Construction has begun on a pioneering hydrogen production facility in Adelaide, which will play a major role in South Australia’s bid to become a global leader in certified green hydrogen.
The AUD 11.4 million HyP SA facility is being built at the Tonsley Innovation District and is expected to start renewable hydrogen production around mid-2020.
The Australian Gas Networks facility will house a 1.25 MW electrolyser – the first Australian demonstration project of its scale and size – with small quantities of renewable hydrogen produced and blended into the local gas distribution network from next year.
The ground-breaking ceremony coincides with the release of a report by national science agency, CSIRO, that maps the research steps Australia must take to realise a potential 7600 jobs and AUD 11 billion a year by 2050 from the burgeoning hydrogen industry.
Adelaide-based AGN is part of Australian Gas Infrastructure Group (AGIG) and received a AUD 4.9 million grant from the South Australian Government’s Renewable Technology Fund to build and operate the project.
Using a 1.25 MW proton exchange membrane (PEM) electrolyser, renewable electricity will be used to split water into oxygen and hydrogen gas.
The renewable hydrogen will then be blended with natural gas and supplied to 710 customers in the adjacent suburb of Mitchell Park via the existing natural gas network.
AGN Chief Executive Officer Ben Wilson says the HyP SA project represented the first step towards decarbonising South Australia’s gas networks.
“Commercial hydrogen production is achievable and can decarbonise Australia’s energy mix while at the same time accessing export markets,” he says.
“Developing the hydrogen economy will also play a key role and the momentum around hydrogen is building with burgeoning research and development underway. When burnt, hydrogen does not release any carbon emissions, only water and heat so it is essentially just another gas we can use in place of, or blended with, natural gas to provide energy and heat. There is no additional cost to customers receiving the blended 5 per cent renewable gas and the change will not impact any arrangements these customers have with their existing natural gas retailer,” Wilson adds.
South Australia is already a world leader in wind, solar and battery storage to the point where excess renewable energy is often shed during peak production periods.
The South Australian Government released its Hydrogen Action Plan in September in a bid to use that cheap renewable energy to generate hydrogen, which can be used as fuel or to generate electricity at a later time and place.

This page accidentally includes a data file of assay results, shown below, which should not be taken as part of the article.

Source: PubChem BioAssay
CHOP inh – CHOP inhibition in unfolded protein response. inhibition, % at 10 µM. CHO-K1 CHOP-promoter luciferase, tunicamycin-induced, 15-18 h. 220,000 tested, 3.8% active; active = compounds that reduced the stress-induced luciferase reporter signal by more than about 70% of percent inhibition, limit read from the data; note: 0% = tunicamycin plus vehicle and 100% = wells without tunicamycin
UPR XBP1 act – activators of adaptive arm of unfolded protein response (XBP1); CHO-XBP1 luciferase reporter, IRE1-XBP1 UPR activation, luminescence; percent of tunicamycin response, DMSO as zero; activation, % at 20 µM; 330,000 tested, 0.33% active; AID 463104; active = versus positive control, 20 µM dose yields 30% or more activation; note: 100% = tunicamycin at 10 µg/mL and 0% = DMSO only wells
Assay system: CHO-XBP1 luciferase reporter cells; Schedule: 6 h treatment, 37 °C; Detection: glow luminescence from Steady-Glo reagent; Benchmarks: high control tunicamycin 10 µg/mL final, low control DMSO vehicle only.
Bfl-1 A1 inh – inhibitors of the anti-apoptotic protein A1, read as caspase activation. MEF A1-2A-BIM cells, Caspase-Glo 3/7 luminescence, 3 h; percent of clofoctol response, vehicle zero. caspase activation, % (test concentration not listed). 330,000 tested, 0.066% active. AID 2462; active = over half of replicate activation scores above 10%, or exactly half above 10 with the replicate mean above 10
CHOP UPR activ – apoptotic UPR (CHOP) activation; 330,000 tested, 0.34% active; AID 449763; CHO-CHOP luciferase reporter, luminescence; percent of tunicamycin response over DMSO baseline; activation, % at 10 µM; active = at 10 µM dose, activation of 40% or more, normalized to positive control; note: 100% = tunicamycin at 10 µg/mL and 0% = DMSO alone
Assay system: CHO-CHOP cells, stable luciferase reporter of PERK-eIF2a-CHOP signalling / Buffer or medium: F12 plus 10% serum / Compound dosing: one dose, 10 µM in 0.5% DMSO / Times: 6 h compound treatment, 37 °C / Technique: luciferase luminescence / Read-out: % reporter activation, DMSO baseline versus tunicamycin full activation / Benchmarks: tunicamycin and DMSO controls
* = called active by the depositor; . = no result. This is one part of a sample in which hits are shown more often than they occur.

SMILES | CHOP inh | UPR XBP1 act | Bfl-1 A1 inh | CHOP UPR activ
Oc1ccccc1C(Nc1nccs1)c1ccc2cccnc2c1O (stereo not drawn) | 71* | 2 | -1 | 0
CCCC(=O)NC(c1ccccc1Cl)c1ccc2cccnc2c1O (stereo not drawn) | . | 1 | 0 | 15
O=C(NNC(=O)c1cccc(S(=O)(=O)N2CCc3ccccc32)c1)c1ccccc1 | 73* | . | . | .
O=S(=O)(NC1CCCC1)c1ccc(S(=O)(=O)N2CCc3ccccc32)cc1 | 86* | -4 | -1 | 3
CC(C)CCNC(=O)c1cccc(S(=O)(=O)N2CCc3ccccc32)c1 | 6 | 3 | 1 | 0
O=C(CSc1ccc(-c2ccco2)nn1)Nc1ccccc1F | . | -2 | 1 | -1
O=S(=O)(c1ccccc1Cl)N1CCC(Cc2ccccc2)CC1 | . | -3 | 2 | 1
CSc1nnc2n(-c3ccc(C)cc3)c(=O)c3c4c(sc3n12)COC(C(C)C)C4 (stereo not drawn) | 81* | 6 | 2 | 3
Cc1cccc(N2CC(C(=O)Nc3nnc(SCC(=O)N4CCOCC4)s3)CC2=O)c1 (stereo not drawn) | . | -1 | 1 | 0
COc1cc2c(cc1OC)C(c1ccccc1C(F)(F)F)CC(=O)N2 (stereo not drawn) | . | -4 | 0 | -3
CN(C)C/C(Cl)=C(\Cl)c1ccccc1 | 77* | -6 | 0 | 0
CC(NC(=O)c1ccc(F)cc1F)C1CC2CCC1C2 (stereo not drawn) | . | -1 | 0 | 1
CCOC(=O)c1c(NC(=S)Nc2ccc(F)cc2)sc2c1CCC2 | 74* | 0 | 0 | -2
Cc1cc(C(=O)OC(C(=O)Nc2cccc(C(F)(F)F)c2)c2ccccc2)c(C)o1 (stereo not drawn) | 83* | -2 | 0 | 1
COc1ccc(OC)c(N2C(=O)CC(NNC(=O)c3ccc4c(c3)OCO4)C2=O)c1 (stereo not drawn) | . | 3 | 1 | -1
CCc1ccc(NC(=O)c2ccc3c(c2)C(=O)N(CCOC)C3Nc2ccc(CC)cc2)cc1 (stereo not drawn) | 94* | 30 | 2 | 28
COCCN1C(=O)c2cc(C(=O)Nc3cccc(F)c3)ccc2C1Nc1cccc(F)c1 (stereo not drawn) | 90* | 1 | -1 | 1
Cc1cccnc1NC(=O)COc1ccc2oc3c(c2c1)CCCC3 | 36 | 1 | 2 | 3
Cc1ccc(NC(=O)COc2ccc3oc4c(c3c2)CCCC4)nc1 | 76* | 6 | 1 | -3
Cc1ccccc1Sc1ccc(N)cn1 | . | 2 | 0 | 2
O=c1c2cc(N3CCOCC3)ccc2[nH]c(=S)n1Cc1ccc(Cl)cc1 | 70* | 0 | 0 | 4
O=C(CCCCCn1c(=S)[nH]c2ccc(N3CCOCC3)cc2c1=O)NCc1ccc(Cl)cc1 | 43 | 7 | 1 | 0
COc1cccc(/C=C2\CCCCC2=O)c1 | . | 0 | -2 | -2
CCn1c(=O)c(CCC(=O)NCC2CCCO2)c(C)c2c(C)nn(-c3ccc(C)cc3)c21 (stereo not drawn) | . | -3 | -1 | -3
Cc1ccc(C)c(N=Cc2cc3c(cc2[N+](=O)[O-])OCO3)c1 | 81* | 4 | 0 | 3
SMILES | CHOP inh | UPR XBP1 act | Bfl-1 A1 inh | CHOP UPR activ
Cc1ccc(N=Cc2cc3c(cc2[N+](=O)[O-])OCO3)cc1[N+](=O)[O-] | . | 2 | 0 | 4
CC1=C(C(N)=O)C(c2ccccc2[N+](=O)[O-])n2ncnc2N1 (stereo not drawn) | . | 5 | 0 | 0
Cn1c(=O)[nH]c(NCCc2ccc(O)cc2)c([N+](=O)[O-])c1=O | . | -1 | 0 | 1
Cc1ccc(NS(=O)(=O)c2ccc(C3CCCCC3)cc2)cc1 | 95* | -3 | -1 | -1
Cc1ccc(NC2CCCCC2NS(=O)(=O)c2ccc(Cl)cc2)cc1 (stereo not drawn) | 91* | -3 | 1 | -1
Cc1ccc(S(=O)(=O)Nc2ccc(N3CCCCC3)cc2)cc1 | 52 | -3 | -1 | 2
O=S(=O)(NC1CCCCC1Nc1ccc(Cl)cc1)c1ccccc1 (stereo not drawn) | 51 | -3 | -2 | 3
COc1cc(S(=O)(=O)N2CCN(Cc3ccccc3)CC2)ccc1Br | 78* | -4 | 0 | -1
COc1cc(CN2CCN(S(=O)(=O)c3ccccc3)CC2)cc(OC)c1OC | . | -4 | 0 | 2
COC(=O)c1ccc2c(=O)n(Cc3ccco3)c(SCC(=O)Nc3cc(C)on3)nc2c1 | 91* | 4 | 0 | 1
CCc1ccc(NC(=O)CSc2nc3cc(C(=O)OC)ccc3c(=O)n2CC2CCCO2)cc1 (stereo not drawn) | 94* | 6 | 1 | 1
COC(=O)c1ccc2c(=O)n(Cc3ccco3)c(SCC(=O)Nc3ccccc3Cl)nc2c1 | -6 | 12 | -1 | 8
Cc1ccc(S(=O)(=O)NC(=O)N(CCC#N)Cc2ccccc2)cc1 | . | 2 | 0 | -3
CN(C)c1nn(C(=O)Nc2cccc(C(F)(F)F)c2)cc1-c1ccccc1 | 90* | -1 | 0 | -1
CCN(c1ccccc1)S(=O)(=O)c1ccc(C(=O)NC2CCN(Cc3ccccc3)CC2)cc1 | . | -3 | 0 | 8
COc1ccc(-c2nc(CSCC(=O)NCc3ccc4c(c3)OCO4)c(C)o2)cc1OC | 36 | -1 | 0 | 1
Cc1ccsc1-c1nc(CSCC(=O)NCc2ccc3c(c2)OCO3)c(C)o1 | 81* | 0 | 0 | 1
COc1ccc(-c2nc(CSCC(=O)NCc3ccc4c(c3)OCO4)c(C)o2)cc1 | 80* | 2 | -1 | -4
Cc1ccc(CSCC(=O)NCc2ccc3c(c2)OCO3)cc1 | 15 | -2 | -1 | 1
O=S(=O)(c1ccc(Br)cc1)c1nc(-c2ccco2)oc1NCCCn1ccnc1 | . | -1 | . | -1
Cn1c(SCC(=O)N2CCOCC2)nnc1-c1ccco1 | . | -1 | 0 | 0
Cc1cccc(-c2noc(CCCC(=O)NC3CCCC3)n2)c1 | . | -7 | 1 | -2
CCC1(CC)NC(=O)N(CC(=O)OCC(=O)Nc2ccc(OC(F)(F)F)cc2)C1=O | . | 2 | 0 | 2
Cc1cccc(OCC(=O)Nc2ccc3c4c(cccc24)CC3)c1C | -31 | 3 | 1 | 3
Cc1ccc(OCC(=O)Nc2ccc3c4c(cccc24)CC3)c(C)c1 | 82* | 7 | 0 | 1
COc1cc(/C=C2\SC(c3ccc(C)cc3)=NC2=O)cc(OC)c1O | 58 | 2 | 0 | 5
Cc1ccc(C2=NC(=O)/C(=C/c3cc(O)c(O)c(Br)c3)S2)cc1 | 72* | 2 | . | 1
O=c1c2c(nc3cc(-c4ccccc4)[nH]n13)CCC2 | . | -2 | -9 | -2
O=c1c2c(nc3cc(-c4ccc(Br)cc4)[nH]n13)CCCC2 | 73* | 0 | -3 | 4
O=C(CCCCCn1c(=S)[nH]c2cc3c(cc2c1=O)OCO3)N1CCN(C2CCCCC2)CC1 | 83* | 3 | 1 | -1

Other key hydrogen projects utilising State Government funding underway in South Australia include:
- An AUD 8.7 million facility at the University of South Australia’s Mawson Lakes campus incorporating a solar installation, flow batteries, a hydrogen fuel storage cell stack and thermal energy storage to demonstrate the value of hydrogen storage paired with other new storage technologies.
- H2U is developing a 30 MW water electrolysis facility near Port Lincoln using wind and solar to generate up to 18,000 tonnes of green ammonia a year to supply local agriculture and industrial sectors. The plant will also feature two 16 MW open-cycle gas turbines operating 100 per cent on hydrogen at the site to provide electricity generation to the grid during periods of low wind or solar output.
- Neoen Australia is investigating the introduction of a 50 MW hydrogen super hub to produce about 25,000 kg of hydrogen a day at its proposed Crystal Brook Energy Park in the Mid North of the South Australia.
Australia’s current hydrogen research footprint includes 23 institutions actively exploring hydrogen in various technology and research areas as well as another 23 hydrogen-specific demonstration projects and research facilities around Australia.
CSIRO Research Director Dr Patrick Hartley says the national science agency was on a mission to bring together industry, government and other research organisations to fast-track emerging hydrogen technologies.
“This isn’t limited to the domestic industry development – we’ll link Australian expertise with international projects,” Dr Hartley says.
“The overall focus will be on enabling Australia’s domestic and export hydrogen industries. Importantly, solving the challenges identified can have a multiplier effect that boosts demand for hydrogen – particularly in large scale industrial settings – and encourages further hydrogen supply cost reductions through improvements in efficiency and economies of scale,” he adds.
Geoscience Australia released a report in September showing prospective hydrogen production regions of Australia. This map showed many parts of South Australia as being highly suitable for hydrogen production and export.
By Andrew Spence